"enjoy some cold hard cash?" How so? Give the average person here a couple of hundred thousand and they go out and spend the whole lot on holidays/cars/casino, etc. and inside to 24 months it's all gone. Now, who's supposed to take care of these older folks after they have shot through all of their CPF savings (most haven't saved a dime on their own nor do they have things like 401K's and other types of annuities that they have invested in years ago. And with the fertility rate of 1.19 there is a good likelihood of zero children to look after/support them. So should the Government support them for 20 more years on their own nickle after they blew their own wad?

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Postby Beeroclock » Wed, 21 May 2014 5:42 pm

I also agree it's a good deal. 4% is basically risk free, if you convert your OA into SA or RA.

Considering the woeful deposit rates in SG (<1%), it's a great opportunity for people to get a decent interest rate over the long-term to compound their savings. For higher risk / higher return, there is nothing stopping people having a share/property/other portfolio separately to try and make high rates of return and fast track their retirement pot on top of the CPF.

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Postby JR8 » Wed, 21 May 2014 8:01 pm

sundaymorningstaple wrote: 2.5 & 4% are pretty good


Not after you take into account inflation*, which you have to to arrive at real income figures.

During the 'risk-on' stage of pension accumulation, people should and tend to take on a higher level of risk. Yes it can have it's ups and downs but in the long term it yields much better than the zero risk/zero real return strategy as apparently exists.

I don't know what the 'pumping the reserves' and helping the poor people is. It sounds like an indirect tax.



*Singapore's headline (CPI-All Items) inflation averaged 2.4 per cent for the whole of 2013, down from 4.6 per cent in 2012.
http://www.channelnewsasia.com/news/sin ... 70328.html

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Postby sundaymorningstaple » Wed, 21 May 2014 8:32 pm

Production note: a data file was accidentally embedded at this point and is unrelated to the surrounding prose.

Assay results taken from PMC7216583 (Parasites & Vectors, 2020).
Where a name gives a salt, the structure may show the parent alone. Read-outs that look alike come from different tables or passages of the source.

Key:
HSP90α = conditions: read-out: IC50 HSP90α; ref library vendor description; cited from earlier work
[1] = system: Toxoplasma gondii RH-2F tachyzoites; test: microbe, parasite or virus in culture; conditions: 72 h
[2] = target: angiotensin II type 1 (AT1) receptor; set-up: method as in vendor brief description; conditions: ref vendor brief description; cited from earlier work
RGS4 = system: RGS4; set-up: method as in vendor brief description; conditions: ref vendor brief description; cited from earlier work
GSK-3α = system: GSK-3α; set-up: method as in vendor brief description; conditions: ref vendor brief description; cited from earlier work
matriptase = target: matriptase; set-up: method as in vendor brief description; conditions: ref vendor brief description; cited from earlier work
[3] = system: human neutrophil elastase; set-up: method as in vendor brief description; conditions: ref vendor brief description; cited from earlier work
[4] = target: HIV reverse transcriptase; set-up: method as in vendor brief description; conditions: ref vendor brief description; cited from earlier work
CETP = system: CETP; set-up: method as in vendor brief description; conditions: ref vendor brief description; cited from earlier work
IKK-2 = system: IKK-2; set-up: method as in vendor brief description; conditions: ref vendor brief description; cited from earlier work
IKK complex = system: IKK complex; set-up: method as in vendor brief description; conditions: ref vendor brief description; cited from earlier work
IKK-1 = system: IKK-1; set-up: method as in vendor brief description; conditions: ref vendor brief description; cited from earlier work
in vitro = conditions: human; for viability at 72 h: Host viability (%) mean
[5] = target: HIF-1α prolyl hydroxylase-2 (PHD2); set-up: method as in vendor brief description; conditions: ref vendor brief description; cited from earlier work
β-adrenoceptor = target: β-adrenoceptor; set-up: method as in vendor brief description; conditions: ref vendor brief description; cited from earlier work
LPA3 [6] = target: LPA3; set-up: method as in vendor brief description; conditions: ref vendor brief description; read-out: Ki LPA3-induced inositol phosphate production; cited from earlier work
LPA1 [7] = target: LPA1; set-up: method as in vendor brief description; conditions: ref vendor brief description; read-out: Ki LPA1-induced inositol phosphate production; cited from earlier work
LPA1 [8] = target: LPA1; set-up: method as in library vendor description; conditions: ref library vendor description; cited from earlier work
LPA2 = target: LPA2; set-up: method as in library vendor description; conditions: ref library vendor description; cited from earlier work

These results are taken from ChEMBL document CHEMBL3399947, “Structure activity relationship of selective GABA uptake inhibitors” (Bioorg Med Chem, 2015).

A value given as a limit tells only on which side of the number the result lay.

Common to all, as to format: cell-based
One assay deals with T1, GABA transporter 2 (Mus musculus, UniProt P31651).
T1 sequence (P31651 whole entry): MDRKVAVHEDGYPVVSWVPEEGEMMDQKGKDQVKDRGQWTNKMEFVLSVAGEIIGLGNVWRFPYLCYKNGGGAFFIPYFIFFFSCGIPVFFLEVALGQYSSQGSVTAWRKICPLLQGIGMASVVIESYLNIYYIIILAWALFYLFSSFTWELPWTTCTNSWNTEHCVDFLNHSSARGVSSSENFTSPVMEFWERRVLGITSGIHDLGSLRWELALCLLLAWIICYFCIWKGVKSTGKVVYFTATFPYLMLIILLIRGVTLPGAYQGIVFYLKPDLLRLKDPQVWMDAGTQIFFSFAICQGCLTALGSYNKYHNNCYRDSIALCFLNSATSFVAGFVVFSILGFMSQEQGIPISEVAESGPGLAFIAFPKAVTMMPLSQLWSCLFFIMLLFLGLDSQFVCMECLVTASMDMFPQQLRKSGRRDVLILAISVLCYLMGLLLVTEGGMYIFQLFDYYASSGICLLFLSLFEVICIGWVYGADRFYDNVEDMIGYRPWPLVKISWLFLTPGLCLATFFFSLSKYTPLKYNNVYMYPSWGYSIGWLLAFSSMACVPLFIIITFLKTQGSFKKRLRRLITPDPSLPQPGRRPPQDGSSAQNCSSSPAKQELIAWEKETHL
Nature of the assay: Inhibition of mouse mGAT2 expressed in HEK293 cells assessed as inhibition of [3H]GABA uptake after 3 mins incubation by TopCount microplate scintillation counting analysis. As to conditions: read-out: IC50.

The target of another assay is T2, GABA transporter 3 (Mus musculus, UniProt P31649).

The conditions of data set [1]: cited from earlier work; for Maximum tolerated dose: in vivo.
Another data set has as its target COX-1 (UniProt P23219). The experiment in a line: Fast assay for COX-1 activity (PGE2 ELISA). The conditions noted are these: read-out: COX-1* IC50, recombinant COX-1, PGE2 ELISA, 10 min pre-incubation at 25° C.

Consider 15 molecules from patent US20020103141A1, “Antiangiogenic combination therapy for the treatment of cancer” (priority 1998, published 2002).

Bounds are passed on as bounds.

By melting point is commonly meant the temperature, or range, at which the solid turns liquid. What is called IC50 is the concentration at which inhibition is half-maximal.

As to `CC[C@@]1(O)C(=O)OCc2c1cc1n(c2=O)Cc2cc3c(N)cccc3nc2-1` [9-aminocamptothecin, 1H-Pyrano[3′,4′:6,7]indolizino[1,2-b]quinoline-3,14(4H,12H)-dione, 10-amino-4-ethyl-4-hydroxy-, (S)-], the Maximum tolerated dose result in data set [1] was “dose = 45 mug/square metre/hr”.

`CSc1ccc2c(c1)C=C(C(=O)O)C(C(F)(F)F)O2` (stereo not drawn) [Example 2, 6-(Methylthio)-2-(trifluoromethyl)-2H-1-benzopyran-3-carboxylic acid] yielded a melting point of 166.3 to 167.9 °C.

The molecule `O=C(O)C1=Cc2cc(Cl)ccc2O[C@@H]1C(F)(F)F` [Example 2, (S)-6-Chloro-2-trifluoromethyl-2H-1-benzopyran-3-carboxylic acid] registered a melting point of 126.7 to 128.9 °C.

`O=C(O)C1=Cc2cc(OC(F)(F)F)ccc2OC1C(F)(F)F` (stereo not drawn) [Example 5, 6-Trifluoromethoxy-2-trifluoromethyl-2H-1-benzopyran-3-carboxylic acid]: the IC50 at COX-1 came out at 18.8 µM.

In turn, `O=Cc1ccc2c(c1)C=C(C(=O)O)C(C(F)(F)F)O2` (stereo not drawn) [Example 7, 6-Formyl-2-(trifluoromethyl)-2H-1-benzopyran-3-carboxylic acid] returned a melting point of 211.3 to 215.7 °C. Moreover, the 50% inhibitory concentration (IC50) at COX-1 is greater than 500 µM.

So you are saying that drawing .025% in a savings account or 1.5% in CDs are keeping up with inflation better? :roll:

At any rate, you shouldn't keep all your eggs in one basket. Therefore your savings you would want in a safe place (Risk wise). Then take the rest and put it into property, as you have done, or into the stock market where you made yours. Much higher risk factors in both but of course the rewards are higher (providing the economy doesn't tank completely). Trolling again? :P

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Postby singapore eagle » Wed, 21 May 2014 8:49 pm

I think CPF is fundamentally a very good idea. But I can't help wondering if Singapore hasn't got to a point where it is accumulating additional reserves unnecessarily.

If you think of a median earner on circa S$3,000 a month, are they really better off as GIC takes the excess return it has earned and goes and reinvests it in, say, a S$3.5 billion acquisition of office blocks in London when GIC could just as easily put that money into Sinagporeans' CPF accounts?

And I feel quite uneasy with the idea that 2.5% is good because the banks only pay 0.25%. Have people forgotten what a cosy little deal the local banks have here?!

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Postby sundaymorningstaple » Wed, 21 May 2014 10:05 pm